Manufacturers and industry trade associations have reportedly filed petitions for review in the D.C. Circuit Court of Appeals challenging EPA’s national emissions standards for hazardous air pollutants (NESHAP) for reciprocating internal combustion engines and the rule’s monitoring requirements. Petitioners will challenge the stringency of EPA’s emissions limits, the rule’s compliance measures and the lack of public comment on some of the rule’s provisions, according to sources.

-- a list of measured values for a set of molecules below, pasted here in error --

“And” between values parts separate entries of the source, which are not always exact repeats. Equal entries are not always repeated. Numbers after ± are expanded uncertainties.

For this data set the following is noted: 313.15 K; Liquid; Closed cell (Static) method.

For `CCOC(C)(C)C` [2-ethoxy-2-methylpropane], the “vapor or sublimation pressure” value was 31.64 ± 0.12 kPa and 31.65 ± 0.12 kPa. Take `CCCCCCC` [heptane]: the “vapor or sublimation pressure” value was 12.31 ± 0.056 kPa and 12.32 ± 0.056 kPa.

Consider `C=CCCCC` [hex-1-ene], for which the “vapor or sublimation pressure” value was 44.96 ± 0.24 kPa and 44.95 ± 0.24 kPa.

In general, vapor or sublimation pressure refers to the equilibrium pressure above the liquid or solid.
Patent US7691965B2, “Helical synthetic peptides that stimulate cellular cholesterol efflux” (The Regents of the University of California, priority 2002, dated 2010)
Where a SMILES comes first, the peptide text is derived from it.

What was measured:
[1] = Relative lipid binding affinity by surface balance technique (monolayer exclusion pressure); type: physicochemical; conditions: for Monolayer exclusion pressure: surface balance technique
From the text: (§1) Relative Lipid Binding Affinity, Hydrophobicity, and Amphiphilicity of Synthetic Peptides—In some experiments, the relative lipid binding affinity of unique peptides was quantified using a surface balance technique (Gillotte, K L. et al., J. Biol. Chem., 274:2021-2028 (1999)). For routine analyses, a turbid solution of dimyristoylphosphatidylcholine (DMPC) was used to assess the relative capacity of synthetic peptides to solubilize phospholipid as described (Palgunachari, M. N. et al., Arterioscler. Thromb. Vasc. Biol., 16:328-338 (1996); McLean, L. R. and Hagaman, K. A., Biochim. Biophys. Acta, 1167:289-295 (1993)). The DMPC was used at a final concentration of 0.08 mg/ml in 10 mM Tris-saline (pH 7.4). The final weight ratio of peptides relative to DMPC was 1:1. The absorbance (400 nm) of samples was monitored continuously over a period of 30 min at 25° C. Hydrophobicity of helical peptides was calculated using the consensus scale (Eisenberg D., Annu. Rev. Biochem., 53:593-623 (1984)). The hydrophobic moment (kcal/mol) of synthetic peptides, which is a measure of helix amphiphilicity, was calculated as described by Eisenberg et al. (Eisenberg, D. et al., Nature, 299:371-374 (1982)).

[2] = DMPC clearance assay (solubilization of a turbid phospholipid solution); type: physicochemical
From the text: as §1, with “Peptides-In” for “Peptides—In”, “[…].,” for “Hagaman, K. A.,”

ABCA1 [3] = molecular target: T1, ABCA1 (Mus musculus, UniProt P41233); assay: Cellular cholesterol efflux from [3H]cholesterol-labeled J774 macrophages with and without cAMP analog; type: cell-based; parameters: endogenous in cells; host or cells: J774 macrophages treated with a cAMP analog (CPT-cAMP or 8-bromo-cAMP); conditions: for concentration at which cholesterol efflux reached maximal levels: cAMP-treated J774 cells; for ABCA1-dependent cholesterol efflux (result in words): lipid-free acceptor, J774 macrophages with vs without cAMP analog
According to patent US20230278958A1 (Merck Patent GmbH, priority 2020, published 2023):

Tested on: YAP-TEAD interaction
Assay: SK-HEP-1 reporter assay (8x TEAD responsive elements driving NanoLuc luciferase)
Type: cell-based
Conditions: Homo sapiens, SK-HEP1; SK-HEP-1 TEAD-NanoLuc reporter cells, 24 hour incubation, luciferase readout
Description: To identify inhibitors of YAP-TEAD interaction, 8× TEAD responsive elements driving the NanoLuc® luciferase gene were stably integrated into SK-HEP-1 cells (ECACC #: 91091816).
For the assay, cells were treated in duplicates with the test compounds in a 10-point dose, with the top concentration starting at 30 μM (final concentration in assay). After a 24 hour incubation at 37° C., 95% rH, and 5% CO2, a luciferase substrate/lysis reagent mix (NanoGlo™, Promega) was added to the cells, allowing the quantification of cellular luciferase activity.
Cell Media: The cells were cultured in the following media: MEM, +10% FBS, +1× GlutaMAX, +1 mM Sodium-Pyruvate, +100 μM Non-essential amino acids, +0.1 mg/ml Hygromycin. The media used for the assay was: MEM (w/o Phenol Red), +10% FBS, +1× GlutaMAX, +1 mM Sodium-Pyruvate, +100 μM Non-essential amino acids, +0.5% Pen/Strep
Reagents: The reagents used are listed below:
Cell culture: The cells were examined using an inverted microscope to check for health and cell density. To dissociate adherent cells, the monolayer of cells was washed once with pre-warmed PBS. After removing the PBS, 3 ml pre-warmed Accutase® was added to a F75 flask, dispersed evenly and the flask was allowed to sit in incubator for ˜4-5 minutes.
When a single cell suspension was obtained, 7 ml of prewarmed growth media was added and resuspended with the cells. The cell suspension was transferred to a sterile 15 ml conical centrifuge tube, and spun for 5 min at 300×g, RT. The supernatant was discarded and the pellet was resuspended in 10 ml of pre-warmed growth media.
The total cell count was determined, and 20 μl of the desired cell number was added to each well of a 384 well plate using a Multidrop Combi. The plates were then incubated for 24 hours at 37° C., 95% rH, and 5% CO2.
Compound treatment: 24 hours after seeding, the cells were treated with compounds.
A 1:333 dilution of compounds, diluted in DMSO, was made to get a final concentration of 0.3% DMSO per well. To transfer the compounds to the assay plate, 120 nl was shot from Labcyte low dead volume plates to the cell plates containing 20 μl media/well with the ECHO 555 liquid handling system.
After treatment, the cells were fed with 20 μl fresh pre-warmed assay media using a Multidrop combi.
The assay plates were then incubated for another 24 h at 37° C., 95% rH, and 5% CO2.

The rule, which was published August 20, 2010 (75 Fed. Reg. 51,570), requires operators of stationary spark ignition engines built before June 12, 2006, to control emissions of hazardous air pollutants such as formaldehyde, acetaldehyde, acrolein, methanol, and benzene. Scheduled to take effect in 2013, the rule amended 40 C.F.R. Part 63 Subpart 2222. EPA agreed to issue the rule as part of a settlement that required the agency to issue emissions limits for 55 source categories. Sierra Club v. Johnson, No. 01-1537 (D.D.C. 3/31/06). See BNA Daily Environment Report, October 25, 2010.